The NSW leader of the paramedics union says his organisation is looking forward to working with the newly installed NSW Ambulance Hunter Region chief to address workplace bullying and violence against frontline emergency service workers on the street.
The Australian Paramedics Association NSW (APANSW) was responding to the Newcastle Herald's interview this week with the new NSW Ambulance Deputy Director of Clinical Operations, Jordan Emery.
Inspector Emery told the Herald he was focused on addressing "significant cultural challenges" in the Hunter New England region, citing concerns from staff about bullying and harassment within the organisation as well as a feeling that they were not being heard by management.
APANSW state president Chris Kastelan said Inspector Emery's comments were a good start because it had been "an ongoing issue for paramedics in the Hunter for many years".
"Bullying and harassment within the work environment should be investigated, monitored and the systems of reviewing negative behaviour should be taken seriously so that procedures are put in place to control the risk to the workforce," Mr Kastelan said.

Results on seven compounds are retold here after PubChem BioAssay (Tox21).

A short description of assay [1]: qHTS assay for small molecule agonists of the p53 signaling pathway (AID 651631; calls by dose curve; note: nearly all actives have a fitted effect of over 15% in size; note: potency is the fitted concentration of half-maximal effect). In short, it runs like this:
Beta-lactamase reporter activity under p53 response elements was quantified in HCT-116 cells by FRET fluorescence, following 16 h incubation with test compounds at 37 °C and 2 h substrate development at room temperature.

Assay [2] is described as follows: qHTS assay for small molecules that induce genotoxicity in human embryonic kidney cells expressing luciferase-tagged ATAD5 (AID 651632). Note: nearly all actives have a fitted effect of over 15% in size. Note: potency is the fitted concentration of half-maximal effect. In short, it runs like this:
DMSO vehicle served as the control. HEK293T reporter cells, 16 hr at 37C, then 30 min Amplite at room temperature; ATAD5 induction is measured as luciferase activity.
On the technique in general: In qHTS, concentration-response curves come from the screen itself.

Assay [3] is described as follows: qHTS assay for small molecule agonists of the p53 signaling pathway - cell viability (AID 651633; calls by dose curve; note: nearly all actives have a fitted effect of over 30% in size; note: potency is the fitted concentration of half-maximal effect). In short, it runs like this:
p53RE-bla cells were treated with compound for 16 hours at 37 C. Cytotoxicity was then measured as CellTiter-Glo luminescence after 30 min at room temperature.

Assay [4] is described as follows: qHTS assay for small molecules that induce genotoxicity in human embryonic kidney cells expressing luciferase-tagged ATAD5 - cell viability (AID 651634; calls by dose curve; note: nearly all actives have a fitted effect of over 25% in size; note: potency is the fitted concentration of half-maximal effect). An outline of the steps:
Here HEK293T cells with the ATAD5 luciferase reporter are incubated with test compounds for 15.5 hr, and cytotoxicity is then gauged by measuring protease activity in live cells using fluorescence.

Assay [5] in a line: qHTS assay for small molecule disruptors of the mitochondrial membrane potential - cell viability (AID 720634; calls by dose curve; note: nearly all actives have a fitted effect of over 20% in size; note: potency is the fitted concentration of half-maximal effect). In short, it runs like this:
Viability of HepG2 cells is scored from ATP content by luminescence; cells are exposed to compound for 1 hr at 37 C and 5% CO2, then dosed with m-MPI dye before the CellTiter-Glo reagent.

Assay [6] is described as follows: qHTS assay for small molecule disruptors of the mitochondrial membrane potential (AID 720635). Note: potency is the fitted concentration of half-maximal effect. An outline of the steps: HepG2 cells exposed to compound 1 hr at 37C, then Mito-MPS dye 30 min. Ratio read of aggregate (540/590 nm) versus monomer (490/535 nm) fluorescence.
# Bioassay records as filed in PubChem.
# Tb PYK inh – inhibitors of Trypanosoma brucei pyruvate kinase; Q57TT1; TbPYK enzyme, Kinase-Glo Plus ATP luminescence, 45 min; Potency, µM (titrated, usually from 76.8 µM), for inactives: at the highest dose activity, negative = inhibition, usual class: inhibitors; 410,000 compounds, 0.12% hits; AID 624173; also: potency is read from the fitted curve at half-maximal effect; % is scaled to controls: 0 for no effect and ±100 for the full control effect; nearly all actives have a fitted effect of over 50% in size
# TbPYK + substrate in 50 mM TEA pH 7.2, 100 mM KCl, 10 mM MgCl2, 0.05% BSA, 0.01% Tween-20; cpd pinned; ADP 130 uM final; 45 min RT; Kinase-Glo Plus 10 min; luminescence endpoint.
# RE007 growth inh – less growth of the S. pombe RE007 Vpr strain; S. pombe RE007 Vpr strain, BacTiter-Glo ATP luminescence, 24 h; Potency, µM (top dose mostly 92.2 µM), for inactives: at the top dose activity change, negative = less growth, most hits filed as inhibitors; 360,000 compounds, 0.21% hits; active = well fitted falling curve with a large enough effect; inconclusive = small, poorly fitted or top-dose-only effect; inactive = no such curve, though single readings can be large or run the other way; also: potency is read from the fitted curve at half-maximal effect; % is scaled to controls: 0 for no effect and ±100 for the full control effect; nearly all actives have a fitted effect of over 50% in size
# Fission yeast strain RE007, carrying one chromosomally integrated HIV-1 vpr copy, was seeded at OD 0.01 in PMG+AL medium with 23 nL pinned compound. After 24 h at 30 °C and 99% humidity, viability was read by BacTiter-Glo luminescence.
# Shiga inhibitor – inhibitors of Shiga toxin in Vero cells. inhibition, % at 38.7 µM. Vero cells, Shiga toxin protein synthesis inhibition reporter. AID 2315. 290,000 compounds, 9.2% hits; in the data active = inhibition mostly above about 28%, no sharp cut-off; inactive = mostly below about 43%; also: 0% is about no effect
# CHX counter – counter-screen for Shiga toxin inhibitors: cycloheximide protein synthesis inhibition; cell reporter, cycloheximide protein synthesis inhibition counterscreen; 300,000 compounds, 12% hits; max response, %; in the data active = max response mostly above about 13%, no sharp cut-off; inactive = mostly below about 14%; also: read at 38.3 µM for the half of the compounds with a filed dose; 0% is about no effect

"NSW Ambulance needs to provide and maintain safe systems to manage the risk of bullying and harassment within the work environment.
"All paramedics have a right to work in an environment that is free from harassment and bullying and that repeated and unreasonable behaviour directed towards a worker or a group of workers is unacceptable.
"Any paramedic who makes a claim of bullying and harassment will receive industrial support during the investigation process including psychological assistance."
Mr Kastelan said the union looked forward to working with the new Hunter chief to address the cultural issues, as well as reducing assaults of frontline paramedics in public.
He said all paramedics deserved to go to work each day without fear of real or perceived violence during their shift.
"APANSW will always support the police in enforcing, to the full extent of the law, any action taken against a perpetrator of violence, whether physical or verbal in the investigation process towards a paramedic fulfilling their duty to serve the community," he said.
Cultural issues inside NSW Ambulance have been well documented in recent years.
In 2016, the Newcastle Herald reported on allegations of bullying and intimidation at the Northern Control Centre at Charlestown.
During a NSW Parliamentary inquiry into bullying in emergency service ranks in 2017, the NSW Ambulance chief executive told the inquiry bullying was happening at a rate that "would not be considered acceptable to us or the broader community".
In 2018, Lake Macquarie paramedic Tony Jenkins took his own life - he was the region's third serving ambulance worker to do so in a decade.
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